Topical JAKs to differentiate the atopic dermatitis pipeline
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Topical JAKs to differentiate the atopic dermatitis pipeline

By GlobalData Healthcare 21 Jun 2021 (Last Updated June 21st, 2021 17:29)

Topical Janus kinase (JAK) inhibitors are becoming a major force in the atopic dermatitis (AD) space, which may be advantageous for patients.

Topical Janus kinase (JAK) inhibitors are becoming a major force in the atopic dermatitis (AD) space, with an increasing number of agents filling the early and late-stage pipeline. Figure 1 highlights six topical JAK inhibitor products currently in clinical development for the treatment of AD.

In the realm of topical JAK inhibitors, Incyte leads the pack with its JAK1/2 inhibitor ruxolitinib, already marketed in an oral formulation (branded as Jakafi) for the treatment of myelofibrosis. In the Phase III trial, TRuE-AD2 (NCT03745651), 39.0% of patients treated with ruxolitinib 0.75% twice daily and 51.3% treated with ruxolitinib 1.5% twice daily met the primary endpoint of IGA-TS, compared to only 7.6% of patients treated with placebo. Ruxolitinib is currently under US Food and Drug Administration (FDA) review for the treatment of AD, but the Prescription Drug User Fee Act (PDUFA) date has been extended to the third quarter of this year. The drug is also currently being reviewed by the European Medicines Agency (EMA) with approval anticipated by the fourth quarter of this year.

Incyte recently registered a second Phase III trial (TRuE-AD3) assessing the efficacy and safety of ruxolitinib in children aged 2–12. This move signals confidence by the company regarding the approval of ruxolitinib cream in adults, and suggests the company is looking to greatly expand its market potential by targeting paediatric patients, a similar tactic as that used by Pfizer with its topical PDE4 inhibitor Eucrisa (crisaborole).

Ruxolitinib’s closest competitor thus far is LEO Pharma’s delgocitinib, a topical pan-JAK inhibitor tailored towards patients suffering from chronic hand eczema (CHE). CHE is a type of atopic dermatitis that affects the back of the hands and fingers. Symptoms can last for more than three months, thus having a negative impact on psychological and social aspects of patients’ lives.

Delgocitinib’s Phase IIb (NCT03683719) data showed a dose-dependent response to twice-daily doses of 8mg/g and 20mg/g, demonstrating the highest efficacy in adults with mild-to-severe CHE. By week 16 of treatment, almost 40% of patients receiving either dose were clear or almost clear of symptoms as assessed by IGA-CHE. This is promising as symptoms in CHE typically persist for at least three months.

Phase III development of delgocitinib began in May and top-line data are expected near the end of next year. Although it will likely be second-to-market behind ruxolitinib, delgocitinib’s FDA fast track designation (FTD), awarded in the third quarter of last year in response to the unmet need surrounding CHE, will help to expedite the regulatory process. Delgocitinib is already approved in Japan under the name Corectim for adult and, more recently, paediatric AD patients.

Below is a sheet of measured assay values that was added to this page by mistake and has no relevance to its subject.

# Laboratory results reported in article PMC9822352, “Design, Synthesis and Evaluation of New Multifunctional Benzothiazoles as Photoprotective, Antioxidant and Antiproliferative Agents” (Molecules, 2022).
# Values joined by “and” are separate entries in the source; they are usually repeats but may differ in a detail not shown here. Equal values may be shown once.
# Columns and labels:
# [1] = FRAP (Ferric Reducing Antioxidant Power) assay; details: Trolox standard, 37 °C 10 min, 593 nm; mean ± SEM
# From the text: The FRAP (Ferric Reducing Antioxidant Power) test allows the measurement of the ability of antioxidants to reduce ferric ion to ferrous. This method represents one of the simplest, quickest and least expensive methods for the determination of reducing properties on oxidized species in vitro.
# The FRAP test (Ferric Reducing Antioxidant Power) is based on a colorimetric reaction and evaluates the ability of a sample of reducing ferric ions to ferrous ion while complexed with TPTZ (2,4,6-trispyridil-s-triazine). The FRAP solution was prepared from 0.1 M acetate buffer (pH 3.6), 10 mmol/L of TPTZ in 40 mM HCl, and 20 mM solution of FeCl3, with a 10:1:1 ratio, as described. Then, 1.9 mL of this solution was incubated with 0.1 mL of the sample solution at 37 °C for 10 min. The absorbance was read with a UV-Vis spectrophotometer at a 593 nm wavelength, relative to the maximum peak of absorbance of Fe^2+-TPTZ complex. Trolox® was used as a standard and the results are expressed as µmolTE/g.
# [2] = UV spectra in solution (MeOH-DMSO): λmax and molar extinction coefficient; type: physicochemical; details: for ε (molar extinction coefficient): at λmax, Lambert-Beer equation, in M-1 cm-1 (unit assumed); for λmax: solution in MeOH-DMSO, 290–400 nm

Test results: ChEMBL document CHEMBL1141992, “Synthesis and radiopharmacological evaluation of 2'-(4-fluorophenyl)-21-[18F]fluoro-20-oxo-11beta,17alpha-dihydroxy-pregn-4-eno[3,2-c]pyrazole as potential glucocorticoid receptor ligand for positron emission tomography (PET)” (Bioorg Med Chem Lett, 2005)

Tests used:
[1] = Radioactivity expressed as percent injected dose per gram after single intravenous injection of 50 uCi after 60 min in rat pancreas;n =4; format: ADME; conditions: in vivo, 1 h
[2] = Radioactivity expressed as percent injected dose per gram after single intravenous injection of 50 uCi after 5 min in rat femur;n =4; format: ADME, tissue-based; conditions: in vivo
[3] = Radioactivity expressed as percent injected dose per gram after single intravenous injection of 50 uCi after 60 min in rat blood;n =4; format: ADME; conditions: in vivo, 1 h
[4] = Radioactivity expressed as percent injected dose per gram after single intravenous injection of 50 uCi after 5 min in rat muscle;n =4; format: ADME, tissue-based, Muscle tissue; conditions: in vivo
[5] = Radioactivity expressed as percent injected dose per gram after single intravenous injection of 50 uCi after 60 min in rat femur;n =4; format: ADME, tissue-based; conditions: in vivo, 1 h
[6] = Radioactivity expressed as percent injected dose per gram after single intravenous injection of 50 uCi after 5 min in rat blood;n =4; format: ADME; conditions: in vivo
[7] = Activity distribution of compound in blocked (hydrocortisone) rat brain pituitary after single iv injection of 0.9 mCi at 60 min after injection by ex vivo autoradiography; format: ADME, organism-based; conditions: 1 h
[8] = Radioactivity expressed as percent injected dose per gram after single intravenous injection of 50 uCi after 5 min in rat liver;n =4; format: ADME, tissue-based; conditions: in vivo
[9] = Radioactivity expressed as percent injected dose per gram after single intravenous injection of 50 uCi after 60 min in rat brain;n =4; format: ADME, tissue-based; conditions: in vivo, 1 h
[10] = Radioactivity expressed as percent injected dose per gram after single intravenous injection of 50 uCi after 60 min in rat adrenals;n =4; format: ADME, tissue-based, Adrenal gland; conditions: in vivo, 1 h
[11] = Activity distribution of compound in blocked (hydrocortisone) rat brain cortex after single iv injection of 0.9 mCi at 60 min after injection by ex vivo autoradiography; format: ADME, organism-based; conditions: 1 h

The other topical JAK inhibitor agents in the pipeline for AD are in earlier stages of development. Aclaris Therapeutics’ JAK 1/3 inhibitor, ATI-1777, recently announced positive preliminary Phase IIa data in the treatment of CHE. These data will support the initiation of the company’s planned Phase IIb. Both delgocitinib and ATI-1777 are targeting a unique patient population with a great unmet need and, if efficacious, will likely take precedence over existing therapies due to the localisation of treatment.

Arcutis Biotherapeutics’ asset, ARQ-252, is differentiated from other topical JAK inhibitors as it is JAK1-specific, which could help dampen ongoing safety concerns seen more commonly with multi-JAK inhibitors. If proven to be effective, however, Pfizer’s PF-06700841, a Tyk2/JAK1 inhibitor, would also have a major advantage, as the company is already strongly rooted in the AD space with the only topical on the market, Eucrisa. Novartis’ pan-JAK inhibitor, CEE321, is currently the agent in the earliest stages of development for AD, with a proof-of-concept Phase I study ongoing in the US and Japan. The company specifically mentioned AD as a lead indication in its Q1 2021 update, meaning it likely has a strategic direction for this asset.

JAK inhibitors are making strong headway in the AD market; ruxolitinib is leading the topicals, with delgocitinib not far behind with an FTD. ATI-1777 is meeting key milestones with development moving along, and could prove to be an innovative addition to the market. ARQ-252, PF-06700841 and CEE321 are still building an evidence base, but Pfizer and Novartis are big players in the immunology field with solid in-house expertise.

The expansion of the topical JAK inhibitor drug class is advantageous for patients, as it will diversify treatment options while simultaneously increasing compliance. There is also the possibility that a topical route of administration may help these products circumvent the regulatory hurdles that oral JAK inhibitors are currently facing.

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